Small Business

Georgia Gwinnett College chief of staff to leave for private sector job

Katherine Kyle’s last day at the college will be Nov. 3, said college spokeswoman Jacqueline Todd. Todd said Kyle is moving to the private sector but did not release where she will work next. Kyle declined to comment.

In a statement, Todd said that Kyle “has been recruited away from higher education and will be moving into the private industry. We appreciate her contributions to GGC over the last 11 years and wish her well.”

Her exit comes amid ongoing discussions among faculty members about a pending no-confidence vote in the college’s leadership.

Earlier this month, the faculty senate passed a resolution raising concerns about positions held by Kyle, President Jann Joseph and Provost George Low. The resolution, obtained by The Atlanta Journal-Constitution through an open records request, calls for six weeks of mediation between faculty and school leaders to try to resolve their differences before the full faculty considers a no-confidence vote next month.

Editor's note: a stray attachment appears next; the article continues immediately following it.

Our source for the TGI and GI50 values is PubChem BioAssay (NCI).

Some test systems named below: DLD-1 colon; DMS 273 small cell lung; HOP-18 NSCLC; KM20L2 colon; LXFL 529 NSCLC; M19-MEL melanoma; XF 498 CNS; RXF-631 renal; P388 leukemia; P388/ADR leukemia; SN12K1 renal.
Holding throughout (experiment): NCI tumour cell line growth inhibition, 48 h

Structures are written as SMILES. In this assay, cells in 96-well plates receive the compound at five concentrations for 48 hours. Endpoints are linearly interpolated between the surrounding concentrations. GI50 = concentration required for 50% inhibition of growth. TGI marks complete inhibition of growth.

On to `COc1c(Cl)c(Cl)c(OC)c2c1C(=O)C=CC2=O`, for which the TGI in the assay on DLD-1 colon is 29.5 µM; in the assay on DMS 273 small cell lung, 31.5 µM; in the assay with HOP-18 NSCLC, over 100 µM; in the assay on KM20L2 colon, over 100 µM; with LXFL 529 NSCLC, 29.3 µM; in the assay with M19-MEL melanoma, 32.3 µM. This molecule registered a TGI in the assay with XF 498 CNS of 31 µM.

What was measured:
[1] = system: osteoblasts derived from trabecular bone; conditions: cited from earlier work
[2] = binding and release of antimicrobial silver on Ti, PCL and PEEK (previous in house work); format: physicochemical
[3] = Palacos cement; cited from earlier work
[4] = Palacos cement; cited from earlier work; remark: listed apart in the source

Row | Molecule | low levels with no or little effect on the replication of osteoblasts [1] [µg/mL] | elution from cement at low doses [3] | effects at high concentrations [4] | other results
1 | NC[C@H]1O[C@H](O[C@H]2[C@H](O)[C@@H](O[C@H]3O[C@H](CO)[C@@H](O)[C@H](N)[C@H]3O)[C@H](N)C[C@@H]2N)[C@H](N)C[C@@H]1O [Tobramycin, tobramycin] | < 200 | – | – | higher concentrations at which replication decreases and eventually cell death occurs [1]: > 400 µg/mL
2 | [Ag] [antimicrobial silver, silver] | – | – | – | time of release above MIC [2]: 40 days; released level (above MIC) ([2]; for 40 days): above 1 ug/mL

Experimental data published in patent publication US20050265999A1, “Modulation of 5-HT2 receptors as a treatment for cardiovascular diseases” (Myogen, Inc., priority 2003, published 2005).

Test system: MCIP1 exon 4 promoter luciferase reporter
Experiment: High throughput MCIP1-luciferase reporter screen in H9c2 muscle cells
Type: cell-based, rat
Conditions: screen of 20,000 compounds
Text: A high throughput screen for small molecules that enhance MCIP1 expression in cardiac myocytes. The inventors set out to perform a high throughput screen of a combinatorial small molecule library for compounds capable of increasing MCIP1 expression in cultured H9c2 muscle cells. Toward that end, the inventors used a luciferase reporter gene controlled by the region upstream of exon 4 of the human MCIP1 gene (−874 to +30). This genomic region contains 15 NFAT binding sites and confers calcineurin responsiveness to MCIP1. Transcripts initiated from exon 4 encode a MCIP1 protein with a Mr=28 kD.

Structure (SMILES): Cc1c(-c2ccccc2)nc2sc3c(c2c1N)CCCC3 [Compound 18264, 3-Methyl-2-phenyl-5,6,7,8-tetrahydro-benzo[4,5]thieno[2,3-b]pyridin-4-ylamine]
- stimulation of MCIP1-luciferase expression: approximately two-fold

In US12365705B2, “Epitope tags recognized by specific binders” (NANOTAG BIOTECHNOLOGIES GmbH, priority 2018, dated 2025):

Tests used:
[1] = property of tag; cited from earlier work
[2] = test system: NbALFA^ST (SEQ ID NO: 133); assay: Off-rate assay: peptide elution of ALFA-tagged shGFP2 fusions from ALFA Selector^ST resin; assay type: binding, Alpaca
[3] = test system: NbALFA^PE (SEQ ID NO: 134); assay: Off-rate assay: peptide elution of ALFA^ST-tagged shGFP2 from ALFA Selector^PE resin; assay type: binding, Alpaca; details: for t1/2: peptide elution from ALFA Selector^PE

Todd said that dispute “did not weigh into” Kyle’s decision to leave.

Faculty senate President Tirza Leader had no comment on Kyle’s departure. Leader said faculty senate representatives have met with the school’s administrators and said she hopes those talks will continue.

In its resolution, the faculty senate stated that “an increasing number” of Georgia Gwinnett faculty members are concerned with the “president, provost and chief of staff’s ability to effectively manage resources, programs, and services sufficient to accomplish and sustain the GGC mission.” The college administration countered in a written response that the concern is “unfounded” and that the school is “fiscally sound.”

The resolution also expressed concerns about the use of one person “to fill multiple roles,” which “causes a conflict of interest, such as the vice president for human resources also serving as the chief of staff and holding a cabinet position.” The administration responded that it’s not a conflict of interest but instead “standard practice” within the University System of Georgia and elsewhere.

Todd said the job opening for the chief human resources position has been posted on the college’s hiring page. Asked if that position would be separate from a chief of staff role, Todd said that “the college’s current focus is on filling” the human resources post.

Georgia Gwinnett College enrolled just over 11,000 students last year and had 447 full-time instructional faculty and 119 part-time faculty, according to its website.